I was referring more to the seemingly uncoordinated efforts that Sony has sometimes undertaken - it makes a lot more sense if random employees and execs are running around filing what they think instead of that crazy idea of coordination.
I seem to recall a couple cases where one part of Sony issued take-downs on content uploaded by another part of Sony (*I could be thinking of a different company... memory's failing quick lately)
The claim that the rally was a religious gathering and not connected to the Huckabee campaign reportedly fell apart because he had listed the rally as a campaign expense on his records. Interestingly, despite Huckabee's claim that it was not a campaign event, that it was so will allow him to use his campaign's warchest to pay off the settlement.
If it's a campaign expense, and ruled as a part of his campaign, would he not then be able to counter-claim that it is therefore covered under the blanket licencing he most likely had?
And thus comes to an end a politician's campaign infringing on copyright and trying to invoke religion to get out of it. Thy kingdom come...to a settlement with an 80s band, apparently.
If we're going to throw a bit of bible in there, I think the more appropriate one would be:
Do not be deceived: God is not mocked, for whatever one sows, that will he also reap.
I'll meet you part way - even most of the way - because you do have a point that has been somewhat lost in this.
You're right in that there's nothing wrong with getting help funding a lawsuit. There have been many instances (even celebrated here) where the EFF has been able to help or where the Popehat signal goes out and some pro-bono help has been offered - all because the individual couldn't afford their due day in court.
You're also right in that a legal complaint was lodged by Hogan, due process was followed, and the end verdict was in Hogan's favor. Money is due Hogan from Gawker as a result, pending all the fun with appeals etc. Theil himself had nothing to do with the jury's verdict - it was all the lawyers, the arguments, and maybe even evidence. (that last part was indented to be be somewhat sarcastic for the sarcasm-impaired)
If Hogan needed help funding his efforts to seek legal recourse over a complaint, then he certainly wasn't wrong to accept said help.
We can quibble over the validity of Hogan's complaint, and if what Gawker did could be construed as an act of journalism of the lowest order (mistyped that as "oder"... almost left it like that). There's certainly enough weirdness in other aspects of this specific case to muddy the waters.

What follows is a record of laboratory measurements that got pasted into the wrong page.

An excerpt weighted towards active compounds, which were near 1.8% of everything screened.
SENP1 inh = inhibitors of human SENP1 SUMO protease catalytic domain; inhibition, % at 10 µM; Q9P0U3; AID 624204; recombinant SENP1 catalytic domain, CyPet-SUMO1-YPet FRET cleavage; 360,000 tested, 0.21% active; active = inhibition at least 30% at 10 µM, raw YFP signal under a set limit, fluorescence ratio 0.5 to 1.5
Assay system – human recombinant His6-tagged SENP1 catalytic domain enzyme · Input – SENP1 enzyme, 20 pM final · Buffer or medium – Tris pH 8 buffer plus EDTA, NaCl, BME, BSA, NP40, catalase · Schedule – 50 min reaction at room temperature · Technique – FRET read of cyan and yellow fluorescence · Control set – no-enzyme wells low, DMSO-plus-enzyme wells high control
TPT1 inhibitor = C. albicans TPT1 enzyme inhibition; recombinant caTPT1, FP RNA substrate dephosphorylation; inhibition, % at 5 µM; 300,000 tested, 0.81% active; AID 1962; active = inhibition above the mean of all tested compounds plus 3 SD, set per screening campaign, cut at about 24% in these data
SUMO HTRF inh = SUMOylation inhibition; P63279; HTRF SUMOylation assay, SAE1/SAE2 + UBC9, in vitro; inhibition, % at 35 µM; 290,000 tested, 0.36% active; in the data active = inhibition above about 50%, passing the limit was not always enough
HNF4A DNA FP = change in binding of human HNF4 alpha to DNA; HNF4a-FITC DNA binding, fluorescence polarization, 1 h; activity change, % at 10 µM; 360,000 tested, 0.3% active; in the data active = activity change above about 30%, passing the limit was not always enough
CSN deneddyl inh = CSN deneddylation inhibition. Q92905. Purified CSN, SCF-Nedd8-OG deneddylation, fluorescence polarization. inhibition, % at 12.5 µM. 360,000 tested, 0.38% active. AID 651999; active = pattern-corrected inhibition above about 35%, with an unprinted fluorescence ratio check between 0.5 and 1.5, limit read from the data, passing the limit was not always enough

Where this comes back to for me - and where we may just have to agree to disagree - is not with Hogan, his suit, or the merits of one side or another. The main issue for me is with Theil and his behaviour.
I have not seen anywhere where Hogan sought help because he couldn't afford his due legal recourse. (Though I'm open to evidence that that was the case) I have seen where Theil has gone out of his way to find people with a beef with Gawker and support them - not because their case was good or their cause just, but because they had a beef with Gawker good enough to drag them into court.
It's the ruin-by-proxy and the precedent that it sets that has me concerned.
If it was just Hogan vs Gawker, I might go along with you. The problem is that this is signaling - if you have the money and can rustle up a mob then it's perfectly ok to go all scorched earth against a publication.
Will it still be ok if Rush Limbaugh funds every lawsuit he can stir up against the NY Times until they declare bankruptcy?
Would it still be ok if Duffy funds (well ... assuming he could) every lawsuit he could stir up against TechDirt and/or Popehat?
So when some billionaire funds enough lawsuits to put TechDirt in bankruptcy, because they were upset/hurt by what their coverage did to poor Prenda, you'll also cheer about how TechDirt deserves what it got?
Gawker is many things, and they earned their reputation one horrid post at a time - but it's this sort of mob-run pitchforks-and-torches retribution that has me worried.
Sure, this time it cut down someone few are happy to see go away ... but what about next time? You know, the point Mike was trying to make?
Never mind the question of if Lifehacker or IO9 should be spared the wrath earned by Denton and those most like him.
Never mind the question of what this is signaling as "ok".
You forgot the part where: * the target to close the pop-up and/or video is small enough to make a marksman sweat bullets, and * the content jumps around like an over-caffeinated toddler because the ads are taking their sweet time loading in.
Instead of engaging in this particular battle, I've taken a different road - one many have taken, and many more are likely to take up.
I just won't go.
When the obtrusive ad pops up, takes over my screen, etc. - I just leave. If I see it enough, I stop following any links there (or leave the second I know where that damned Bit.ly link from twitter goes).
Done. Money/links/attention going to your smarter competitors.
Wouldn't it be nice if there were a single presidential candidate who actually understood this particular issue?
Hell, I'd settle for someone willing to admit that they don't understand... even better would be one that recognized that they don't understand, are getting some bad advice, and hired a more competent adviser.